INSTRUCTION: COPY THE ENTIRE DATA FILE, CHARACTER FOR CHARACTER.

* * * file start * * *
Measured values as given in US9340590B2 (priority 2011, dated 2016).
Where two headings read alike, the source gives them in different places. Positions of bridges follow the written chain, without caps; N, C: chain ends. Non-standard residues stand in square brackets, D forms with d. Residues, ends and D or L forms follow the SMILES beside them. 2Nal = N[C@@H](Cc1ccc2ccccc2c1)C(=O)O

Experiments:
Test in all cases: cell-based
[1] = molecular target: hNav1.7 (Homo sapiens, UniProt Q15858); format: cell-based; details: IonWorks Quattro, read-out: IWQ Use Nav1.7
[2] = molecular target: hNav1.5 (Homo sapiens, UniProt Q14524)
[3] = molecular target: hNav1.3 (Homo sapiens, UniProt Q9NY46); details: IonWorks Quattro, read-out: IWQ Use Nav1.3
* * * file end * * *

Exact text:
Measured values as given in US9340590B2 (priority 2011, dated 2016).
Where two headings read alike, the source gives them in different places. Positions of bridges follow the written chain, without caps; N, C: chain ends. Non-standard residues stand in square brackets, D forms with d. Residues, ends and D or L forms follow the SMILES beside them. 2Nal = N[C@@H](Cc1ccc2ccccc2c1)C(=O)O

Experiments:
Test in all cases: cell-based
[1] = molecular target: hNav1.7 (Homo sapiens, UniProt Q15858); format: cell-based; details: IonWorks Quattro, read-out: IWQ Use Nav1.7
[2] = molecular target: hNav1.5 (Homo sapiens, UniProt Q14524)
[3] = molecular target: hNav1.3 (Homo sapiens, UniProt Q9NY46); details: IonWorks Quattro, read-out: IWQ Use Nav1.3